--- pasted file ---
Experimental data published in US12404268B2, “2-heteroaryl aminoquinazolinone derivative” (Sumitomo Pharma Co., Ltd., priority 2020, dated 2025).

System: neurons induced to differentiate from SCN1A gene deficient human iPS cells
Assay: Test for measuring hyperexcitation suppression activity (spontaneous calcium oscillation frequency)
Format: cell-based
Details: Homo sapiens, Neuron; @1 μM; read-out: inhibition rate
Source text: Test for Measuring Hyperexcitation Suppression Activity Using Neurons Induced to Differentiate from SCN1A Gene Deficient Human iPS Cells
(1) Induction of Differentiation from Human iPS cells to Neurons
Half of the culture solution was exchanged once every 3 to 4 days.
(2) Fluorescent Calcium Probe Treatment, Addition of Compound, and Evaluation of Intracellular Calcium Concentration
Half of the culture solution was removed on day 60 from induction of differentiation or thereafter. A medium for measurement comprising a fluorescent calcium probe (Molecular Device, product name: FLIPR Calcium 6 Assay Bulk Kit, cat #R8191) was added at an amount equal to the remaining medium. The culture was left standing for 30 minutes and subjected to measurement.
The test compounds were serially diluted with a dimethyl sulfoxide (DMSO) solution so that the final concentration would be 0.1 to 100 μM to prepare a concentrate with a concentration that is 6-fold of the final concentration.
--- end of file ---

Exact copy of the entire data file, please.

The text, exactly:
Experimental data published in US12404268B2, “2-heteroaryl aminoquinazolinone derivative” (Sumitomo Pharma Co., Ltd., priority 2020, dated 2025).

System: neurons induced to differentiate from SCN1A gene deficient human iPS cells
Assay: Test for measuring hyperexcitation suppression activity (spontaneous calcium oscillation frequency)
Format: cell-based
Details: Homo sapiens, Neuron; @1 μM; read-out: inhibition rate
Source text: Test for Measuring Hyperexcitation Suppression Activity Using Neurons Induced to Differentiate from SCN1A Gene Deficient Human iPS Cells
(1) Induction of Differentiation from Human iPS cells to Neurons
Half of the culture solution was exchanged once every 3 to 4 days.
(2) Fluorescent Calcium Probe Treatment, Addition of Compound, and Evaluation of Intracellular Calcium Concentration
Half of the culture solution was removed on day 60 from induction of differentiation or thereafter. A medium for measurement comprising a fluorescent calcium probe (Molecular Device, product name: FLIPR Calcium 6 Assay Bulk Kit, cat #R8191) was added at an amount equal to the remaining medium. The culture was left standing for 30 minutes and subjected to measurement.
The test compounds were serially diluted with a dimethyl sulfoxide (DMSO) solution so that the final concentration would be 0.1 to 100 μM to prepare a concentrate with a concentration that is 6-fold of the final concentration.